Picken Papers Advertising Stamp
This advertising stamp was found recently in the Picken Papers ( NHS01616) in one of his scrap books
In 1873, Picken glued this advertisement into his scrap book and wrote :
“Given by Mr Aston, grocer who succeeded T Collier in the shop called ‘The Lower Bar’. Stamp used by the present T Collier’s grandfather probably 150 years old.” He also noted that “BB” means “Best Broseley”
The image shows fanciful slaves or native American Indians with grass skirts and pipes . They are standing on tobacco barrels. Beside the barrels and on their lids, there are tobacco rolls.
In the 17th and early 18th century, the leaves were rolled, then spun into rope, which was wound into balls weighing as much as a hundred pounds . These balls were protected in canvas or barrels for the journey to Britain.
Thomas Collier is listed in an 1828 trade directory as a druggist, grocer, ironmonger and nail manufacturer. Quite a mixture of trades! His business was taken over in 1835 by Jones and Aston and he died in 1850.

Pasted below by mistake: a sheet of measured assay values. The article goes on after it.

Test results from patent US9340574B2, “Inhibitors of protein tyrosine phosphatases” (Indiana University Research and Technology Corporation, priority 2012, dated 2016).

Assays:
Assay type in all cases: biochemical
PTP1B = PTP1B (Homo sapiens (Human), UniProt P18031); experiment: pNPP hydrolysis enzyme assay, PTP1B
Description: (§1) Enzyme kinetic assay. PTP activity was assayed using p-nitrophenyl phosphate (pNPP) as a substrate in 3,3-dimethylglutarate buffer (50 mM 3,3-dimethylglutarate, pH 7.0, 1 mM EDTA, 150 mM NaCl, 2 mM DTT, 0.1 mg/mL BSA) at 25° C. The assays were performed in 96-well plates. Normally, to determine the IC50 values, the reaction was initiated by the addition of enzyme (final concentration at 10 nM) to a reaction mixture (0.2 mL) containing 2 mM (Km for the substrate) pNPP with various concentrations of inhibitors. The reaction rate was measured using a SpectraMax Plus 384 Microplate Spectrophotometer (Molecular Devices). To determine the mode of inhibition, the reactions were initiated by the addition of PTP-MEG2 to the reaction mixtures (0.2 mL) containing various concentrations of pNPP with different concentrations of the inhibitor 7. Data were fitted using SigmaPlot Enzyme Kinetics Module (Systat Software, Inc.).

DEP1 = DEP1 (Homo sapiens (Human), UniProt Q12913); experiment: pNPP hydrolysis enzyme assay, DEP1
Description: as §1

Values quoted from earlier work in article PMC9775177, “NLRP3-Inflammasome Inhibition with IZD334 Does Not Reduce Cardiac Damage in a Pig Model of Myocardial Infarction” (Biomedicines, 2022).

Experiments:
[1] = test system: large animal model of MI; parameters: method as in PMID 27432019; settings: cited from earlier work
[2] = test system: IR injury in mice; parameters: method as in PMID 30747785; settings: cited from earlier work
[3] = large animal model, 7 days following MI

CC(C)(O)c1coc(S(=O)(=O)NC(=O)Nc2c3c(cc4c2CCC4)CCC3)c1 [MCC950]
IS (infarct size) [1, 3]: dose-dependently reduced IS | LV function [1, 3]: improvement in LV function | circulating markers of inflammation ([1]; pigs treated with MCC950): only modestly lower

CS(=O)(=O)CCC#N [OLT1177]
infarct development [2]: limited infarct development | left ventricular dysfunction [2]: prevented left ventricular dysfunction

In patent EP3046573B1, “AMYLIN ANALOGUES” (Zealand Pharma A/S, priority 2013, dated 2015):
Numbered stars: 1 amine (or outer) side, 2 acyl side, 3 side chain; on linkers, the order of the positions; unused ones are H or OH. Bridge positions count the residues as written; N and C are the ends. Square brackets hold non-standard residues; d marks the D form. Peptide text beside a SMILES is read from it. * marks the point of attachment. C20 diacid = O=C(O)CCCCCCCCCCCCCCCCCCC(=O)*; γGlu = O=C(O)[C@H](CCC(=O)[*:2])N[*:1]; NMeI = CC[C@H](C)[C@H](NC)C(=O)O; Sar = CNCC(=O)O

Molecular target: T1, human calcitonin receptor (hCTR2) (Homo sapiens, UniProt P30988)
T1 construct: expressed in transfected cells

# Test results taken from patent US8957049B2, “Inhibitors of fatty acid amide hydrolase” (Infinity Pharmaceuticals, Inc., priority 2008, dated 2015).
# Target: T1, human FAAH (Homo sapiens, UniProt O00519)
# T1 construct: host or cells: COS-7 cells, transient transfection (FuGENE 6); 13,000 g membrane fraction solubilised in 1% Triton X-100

On the 1851 census, which has been transcribed by our member Geoff Culshaw and is available for members to use, we see that Mr Jones and Mr Aston lived next to each other (respectively 1 and 3 Lower Bar). They are both described as ‘ Grocer and ironmonger’, although Mr Jones says that he employs 3 grocers and 10 blacksmiths. Mr Aston had no employees, so perhaps Mr Aston was a sleeping partner.
The image above shows Vernon’s ‘Canister’ store; see the canister above the door. This is two doors away from Jones and Aston ( 1 Lower Bar). The Canister, today, is James Dalloway hairdresser. Jones and Aston’s became Hogben’s garage in the mid 20th century and is now ‘Home Essentials’.